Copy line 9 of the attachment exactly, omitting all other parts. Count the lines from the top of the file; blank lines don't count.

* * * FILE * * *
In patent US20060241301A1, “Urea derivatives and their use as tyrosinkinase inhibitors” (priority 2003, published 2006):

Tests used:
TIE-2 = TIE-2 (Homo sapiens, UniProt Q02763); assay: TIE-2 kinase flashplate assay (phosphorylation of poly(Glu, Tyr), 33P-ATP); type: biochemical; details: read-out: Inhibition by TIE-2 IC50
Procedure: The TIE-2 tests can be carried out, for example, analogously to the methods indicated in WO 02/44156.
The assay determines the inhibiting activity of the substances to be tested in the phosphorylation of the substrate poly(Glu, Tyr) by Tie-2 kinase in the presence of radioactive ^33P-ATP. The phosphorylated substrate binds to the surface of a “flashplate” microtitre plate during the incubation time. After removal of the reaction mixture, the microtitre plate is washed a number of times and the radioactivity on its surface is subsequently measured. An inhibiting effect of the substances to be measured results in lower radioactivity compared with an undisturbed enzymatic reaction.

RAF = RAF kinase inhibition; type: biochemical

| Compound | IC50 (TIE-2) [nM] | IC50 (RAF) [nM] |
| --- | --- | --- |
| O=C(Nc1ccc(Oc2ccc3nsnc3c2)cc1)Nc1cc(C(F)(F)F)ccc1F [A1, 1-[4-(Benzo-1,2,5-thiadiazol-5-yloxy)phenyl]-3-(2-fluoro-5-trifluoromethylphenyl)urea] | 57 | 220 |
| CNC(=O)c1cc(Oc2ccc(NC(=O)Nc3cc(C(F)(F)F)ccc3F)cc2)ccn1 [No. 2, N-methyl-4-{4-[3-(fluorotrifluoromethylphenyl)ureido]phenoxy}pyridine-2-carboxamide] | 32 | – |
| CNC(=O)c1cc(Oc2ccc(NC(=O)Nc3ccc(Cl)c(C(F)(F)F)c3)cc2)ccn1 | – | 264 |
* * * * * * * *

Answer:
| O=C(Nc1ccc(Oc2ccc3nsnc3c2)cc1)Nc1cc(C(F)(F)F)ccc1F [A1, 1-[4-(Benzo-1,2,5-thiadiazol-5-yloxy)phenyl]-3-(2-fluoro-5-trifluoromethylphenyl)urea] | 57 | 220 |